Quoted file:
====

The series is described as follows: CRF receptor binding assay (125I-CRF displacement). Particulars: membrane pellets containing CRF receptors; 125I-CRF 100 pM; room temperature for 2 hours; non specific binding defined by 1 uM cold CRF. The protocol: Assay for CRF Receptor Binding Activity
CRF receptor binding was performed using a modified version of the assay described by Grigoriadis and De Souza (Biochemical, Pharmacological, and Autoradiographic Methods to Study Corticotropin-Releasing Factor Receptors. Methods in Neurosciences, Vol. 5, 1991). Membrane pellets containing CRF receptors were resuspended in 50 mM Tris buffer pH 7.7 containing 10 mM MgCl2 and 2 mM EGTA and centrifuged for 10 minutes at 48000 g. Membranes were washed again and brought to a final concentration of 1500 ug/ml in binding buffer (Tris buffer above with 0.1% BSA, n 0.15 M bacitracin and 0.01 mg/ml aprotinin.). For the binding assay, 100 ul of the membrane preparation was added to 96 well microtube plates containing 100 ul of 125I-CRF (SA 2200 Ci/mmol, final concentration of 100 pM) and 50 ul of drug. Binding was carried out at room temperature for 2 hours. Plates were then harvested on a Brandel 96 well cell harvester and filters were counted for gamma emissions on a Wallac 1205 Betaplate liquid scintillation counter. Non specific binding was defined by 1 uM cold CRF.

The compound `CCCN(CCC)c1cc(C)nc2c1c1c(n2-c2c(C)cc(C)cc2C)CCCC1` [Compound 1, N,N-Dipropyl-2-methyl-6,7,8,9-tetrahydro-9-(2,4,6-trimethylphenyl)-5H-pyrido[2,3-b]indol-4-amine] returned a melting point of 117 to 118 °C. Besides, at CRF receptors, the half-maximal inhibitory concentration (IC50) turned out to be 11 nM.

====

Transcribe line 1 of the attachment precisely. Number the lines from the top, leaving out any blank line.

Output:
The series is described as follows: CRF receptor binding assay (125I-CRF displacement). Particulars: membrane pellets containing CRF receptors; 125I-CRF 100 pM; room temperature for 2 hours; non specific binding defined by 1 uM cold CRF. The protocol: Assay for CRF Receptor Binding Activity